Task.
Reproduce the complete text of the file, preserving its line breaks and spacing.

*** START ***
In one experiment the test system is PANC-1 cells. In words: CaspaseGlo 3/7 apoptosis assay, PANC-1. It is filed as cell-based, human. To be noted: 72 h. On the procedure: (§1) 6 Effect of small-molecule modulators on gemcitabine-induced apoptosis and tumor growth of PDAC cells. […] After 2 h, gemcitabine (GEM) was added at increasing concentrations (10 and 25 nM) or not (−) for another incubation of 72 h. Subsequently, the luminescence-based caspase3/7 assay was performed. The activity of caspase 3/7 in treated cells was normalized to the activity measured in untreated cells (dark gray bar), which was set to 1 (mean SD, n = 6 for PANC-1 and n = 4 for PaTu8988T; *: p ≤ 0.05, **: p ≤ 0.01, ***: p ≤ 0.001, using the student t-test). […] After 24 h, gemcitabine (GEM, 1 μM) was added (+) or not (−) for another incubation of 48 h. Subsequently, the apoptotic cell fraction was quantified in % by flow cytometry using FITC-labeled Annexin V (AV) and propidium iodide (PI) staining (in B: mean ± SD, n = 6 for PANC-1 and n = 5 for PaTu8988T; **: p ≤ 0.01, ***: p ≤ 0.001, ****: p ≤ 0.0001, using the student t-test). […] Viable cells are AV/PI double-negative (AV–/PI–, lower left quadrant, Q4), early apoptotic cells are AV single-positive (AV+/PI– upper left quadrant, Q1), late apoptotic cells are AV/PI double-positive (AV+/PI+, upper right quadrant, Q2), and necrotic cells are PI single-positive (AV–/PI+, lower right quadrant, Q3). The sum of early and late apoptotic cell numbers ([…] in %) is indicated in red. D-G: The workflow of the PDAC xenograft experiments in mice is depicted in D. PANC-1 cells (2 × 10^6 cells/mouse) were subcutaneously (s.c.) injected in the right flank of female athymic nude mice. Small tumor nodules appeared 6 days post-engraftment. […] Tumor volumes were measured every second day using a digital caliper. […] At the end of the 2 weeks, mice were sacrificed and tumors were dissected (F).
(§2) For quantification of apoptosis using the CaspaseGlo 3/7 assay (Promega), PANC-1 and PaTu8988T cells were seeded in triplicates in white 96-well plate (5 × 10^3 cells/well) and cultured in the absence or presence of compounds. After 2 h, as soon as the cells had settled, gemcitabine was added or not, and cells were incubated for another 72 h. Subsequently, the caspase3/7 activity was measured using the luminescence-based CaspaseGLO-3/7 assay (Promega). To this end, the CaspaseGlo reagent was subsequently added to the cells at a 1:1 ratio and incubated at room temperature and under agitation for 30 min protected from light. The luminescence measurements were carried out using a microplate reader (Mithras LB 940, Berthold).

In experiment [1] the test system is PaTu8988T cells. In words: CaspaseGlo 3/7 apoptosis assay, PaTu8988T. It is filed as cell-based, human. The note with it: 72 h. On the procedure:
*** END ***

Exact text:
In one experiment the test system is PANC-1 cells. In words: CaspaseGlo 3/7 apoptosis assay, PANC-1. It is filed as cell-based, human. To be noted: 72 h. On the procedure: (§1) 6 Effect of small-molecule modulators on gemcitabine-induced apoptosis and tumor growth of PDAC cells. […] After 2 h, gemcitabine (GEM) was added at increasing concentrations (10 and 25 nM) or not (−) for another incubation of 72 h. Subsequently, the luminescence-based caspase3/7 assay was performed. The activity of caspase 3/7 in treated cells was normalized to the activity measured in untreated cells (dark gray bar), which was set to 1 (mean SD, n = 6 for PANC-1 and n = 4 for PaTu8988T; *: p ≤ 0.05, **: p ≤ 0.01, ***: p ≤ 0.001, using the student t-test). […] After 24 h, gemcitabine (GEM, 1 μM) was added (+) or not (−) for another incubation of 48 h. Subsequently, the apoptotic cell fraction was quantified in % by flow cytometry using FITC-labeled Annexin V (AV) and propidium iodide (PI) staining (in B: mean ± SD, n = 6 for PANC-1 and n = 5 for PaTu8988T; **: p ≤ 0.01, ***: p ≤ 0.001, ****: p ≤ 0.0001, using the student t-test). […] Viable cells are AV/PI double-negative (AV–/PI–, lower left quadrant, Q4), early apoptotic cells are AV single-positive (AV+/PI– upper left quadrant, Q1), late apoptotic cells are AV/PI double-positive (AV+/PI+, upper right quadrant, Q2), and necrotic cells are PI single-positive (AV–/PI+, lower right quadrant, Q3). The sum of early and late apoptotic cell numbers ([…] in %) is indicated in red. D-G: The workflow of the PDAC xenograft experiments in mice is depicted in D. PANC-1 cells (2 × 10^6 cells/mouse) were subcutaneously (s.c.) injected in the right flank of female athymic nude mice. Small tumor nodules appeared 6 days post-engraftment. […] Tumor volumes were measured every second day using a digital caliper. […] At the end of the 2 weeks, mice were sacrificed and tumors were dissected (F).
(§2) For quantification of apoptosis using the CaspaseGlo 3/7 assay (Promega), PANC-1 and PaTu8988T cells were seeded in triplicates in white 96-well plate (5 × 10^3 cells/well) and cultured in the absence or presence of compounds. After 2 h, as soon as the cells had settled, gemcitabine was added or not, and cells were incubated for another 72 h. Subsequently, the caspase3/7 activity was measured using the luminescence-based CaspaseGLO-3/7 assay (Promega). To this end, the CaspaseGlo reagent was subsequently added to the cells at a 1:1 ratio and incubated at room temperature and under agitation for 30 min protected from light. The luminescence measurements were carried out using a microplate reader (Mithras LB 940, Berthold).

In experiment [1] the test system is PaTu8988T cells. In words: CaspaseGlo 3/7 apoptosis assay, PaTu8988T. It is filed as cell-based, human. The note with it: 72 h. On the procedure: